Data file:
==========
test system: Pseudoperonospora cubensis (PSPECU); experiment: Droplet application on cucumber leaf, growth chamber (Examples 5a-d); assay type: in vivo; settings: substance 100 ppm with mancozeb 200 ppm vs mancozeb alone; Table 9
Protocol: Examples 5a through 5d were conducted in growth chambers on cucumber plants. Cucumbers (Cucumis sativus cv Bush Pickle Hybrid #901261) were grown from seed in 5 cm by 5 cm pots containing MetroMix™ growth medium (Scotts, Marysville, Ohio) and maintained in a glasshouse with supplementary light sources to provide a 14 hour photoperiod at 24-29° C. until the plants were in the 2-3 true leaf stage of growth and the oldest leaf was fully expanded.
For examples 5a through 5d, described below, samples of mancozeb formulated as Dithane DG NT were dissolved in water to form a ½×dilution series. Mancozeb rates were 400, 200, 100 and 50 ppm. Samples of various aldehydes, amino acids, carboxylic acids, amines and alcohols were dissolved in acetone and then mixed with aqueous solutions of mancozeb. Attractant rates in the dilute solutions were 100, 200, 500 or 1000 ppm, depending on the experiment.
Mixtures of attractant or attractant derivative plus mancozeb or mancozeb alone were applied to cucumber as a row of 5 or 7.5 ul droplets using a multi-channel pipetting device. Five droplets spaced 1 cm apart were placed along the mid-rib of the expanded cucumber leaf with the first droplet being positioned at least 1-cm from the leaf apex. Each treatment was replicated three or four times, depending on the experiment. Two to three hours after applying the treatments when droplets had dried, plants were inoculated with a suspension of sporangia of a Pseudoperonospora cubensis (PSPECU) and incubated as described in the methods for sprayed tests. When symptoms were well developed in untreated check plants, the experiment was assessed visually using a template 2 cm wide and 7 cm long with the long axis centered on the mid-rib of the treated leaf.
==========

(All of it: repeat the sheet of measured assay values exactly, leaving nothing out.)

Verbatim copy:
test system: Pseudoperonospora cubensis (PSPECU); experiment: Droplet application on cucumber leaf, growth chamber (Examples 5a-d); assay type: in vivo; settings: substance 100 ppm with mancozeb 200 ppm vs mancozeb alone; Table 9
Protocol: Examples 5a through 5d were conducted in growth chambers on cucumber plants. Cucumbers (Cucumis sativus cv Bush Pickle Hybrid #901261) were grown from seed in 5 cm by 5 cm pots containing MetroMix™ growth medium (Scotts, Marysville, Ohio) and maintained in a glasshouse with supplementary light sources to provide a 14 hour photoperiod at 24-29° C. until the plants were in the 2-3 true leaf stage of growth and the oldest leaf was fully expanded.
For examples 5a through 5d, described below, samples of mancozeb formulated as Dithane DG NT were dissolved in water to form a ½×dilution series. Mancozeb rates were 400, 200, 100 and 50 ppm. Samples of various aldehydes, amino acids, carboxylic acids, amines and alcohols were dissolved in acetone and then mixed with aqueous solutions of mancozeb. Attractant rates in the dilute solutions were 100, 200, 500 or 1000 ppm, depending on the experiment.
Mixtures of attractant or attractant derivative plus mancozeb or mancozeb alone were applied to cucumber as a row of 5 or 7.5 ul droplets using a multi-channel pipetting device. Five droplets spaced 1 cm apart were placed along the mid-rib of the expanded cucumber leaf with the first droplet being positioned at least 1-cm from the leaf apex. Each treatment was replicated three or four times, depending on the experiment. Two to three hours after applying the treatments when droplets had dried, plants were inoculated with a suspension of sporangia of a Pseudoperonospora cubensis (PSPECU) and incubated as described in the methods for sprayed tests. When symptoms were well developed in untreated check plants, the experiment was assessed visually using a template 2 cm wide and 7 cm long with the long axis centered on the mid-rib of the treated leaf.